Turkey completes first digital lira transactions
The country's central bank will continue its tests in early 2023.
Turkey’s national bank announced in a Dec. 29 press release that it has successfully carried out the first transactions involving its digital lira.
The Central Bank of the Republic of Turkey (CBRT) said that it will continue to run “limited, closed-circuit pilot tests” for the digital lira throughout the first quarter of 2023. The results will be shared with the public in a comprehensive evaluation report.
Because the digital lira is being developed by the country’s central bank, it can be considered a central bank digital currency, or CBDC.
Today’s announcement did not comment on whether the CBDC relies on blockchain, distributed ledger technology (DLT), or related technologies.
However, it appears that the digital lira does indeed involve blockchain. Turkey’s central bank said in September that its digital lira could be diversified “into areas such as blockchain technology [and] the use of distributed ledgers in payment systems.”
In October, the central bank said in a budget announcement that it would create a “blockchain-based digital central bank money” — a statement that explicitly confirms that the digital lira relies on blockchain technology in some form.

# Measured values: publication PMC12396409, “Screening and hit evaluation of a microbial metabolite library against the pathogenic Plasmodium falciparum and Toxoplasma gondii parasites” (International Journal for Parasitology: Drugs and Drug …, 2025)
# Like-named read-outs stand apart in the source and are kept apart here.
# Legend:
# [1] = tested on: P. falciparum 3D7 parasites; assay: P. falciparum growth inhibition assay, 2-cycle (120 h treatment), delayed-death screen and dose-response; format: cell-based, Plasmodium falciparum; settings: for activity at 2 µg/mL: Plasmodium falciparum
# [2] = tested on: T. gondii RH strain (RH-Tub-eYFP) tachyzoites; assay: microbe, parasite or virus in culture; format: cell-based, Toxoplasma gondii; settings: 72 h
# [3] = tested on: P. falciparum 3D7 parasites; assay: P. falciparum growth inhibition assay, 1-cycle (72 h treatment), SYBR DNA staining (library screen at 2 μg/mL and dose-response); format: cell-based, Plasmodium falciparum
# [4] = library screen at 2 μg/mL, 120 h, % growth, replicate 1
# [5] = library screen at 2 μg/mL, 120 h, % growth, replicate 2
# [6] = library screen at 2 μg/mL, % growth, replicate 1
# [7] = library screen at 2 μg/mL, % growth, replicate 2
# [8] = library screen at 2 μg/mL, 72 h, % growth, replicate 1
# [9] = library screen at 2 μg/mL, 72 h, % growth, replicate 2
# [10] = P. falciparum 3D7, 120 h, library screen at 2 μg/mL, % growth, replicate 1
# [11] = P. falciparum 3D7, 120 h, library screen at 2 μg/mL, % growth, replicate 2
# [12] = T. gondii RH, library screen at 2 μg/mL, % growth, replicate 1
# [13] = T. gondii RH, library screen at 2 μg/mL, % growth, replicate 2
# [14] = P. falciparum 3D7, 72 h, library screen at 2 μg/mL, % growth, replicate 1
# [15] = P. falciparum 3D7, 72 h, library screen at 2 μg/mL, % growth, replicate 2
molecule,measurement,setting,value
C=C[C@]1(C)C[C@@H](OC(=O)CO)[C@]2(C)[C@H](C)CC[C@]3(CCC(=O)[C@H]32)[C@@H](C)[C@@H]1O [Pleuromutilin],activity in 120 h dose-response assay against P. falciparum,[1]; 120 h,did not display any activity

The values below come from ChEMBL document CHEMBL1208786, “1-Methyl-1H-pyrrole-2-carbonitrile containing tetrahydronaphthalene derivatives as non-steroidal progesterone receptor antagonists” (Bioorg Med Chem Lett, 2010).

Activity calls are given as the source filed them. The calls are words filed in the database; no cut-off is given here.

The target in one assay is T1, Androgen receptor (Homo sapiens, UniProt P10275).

The digital lira will also be integrated with non-blockchain services, including digital identity tools and Turkey’s Instant and Continuous Transfer of Funds (FAST) System.
Despite Turkey’s apparent interest in developing a CBDC, the country has imposed strict regulations on cryptocurrency and public blockchains. In 2021, the country banned the use of cryptocurrencies for payments. It also introduced regulations requiring crypto companies to store extensive, long-term KYC data on users.
The country also introduced other draft laws concerning crypto this summer and has carried out numerous arrests and confiscations in recent months.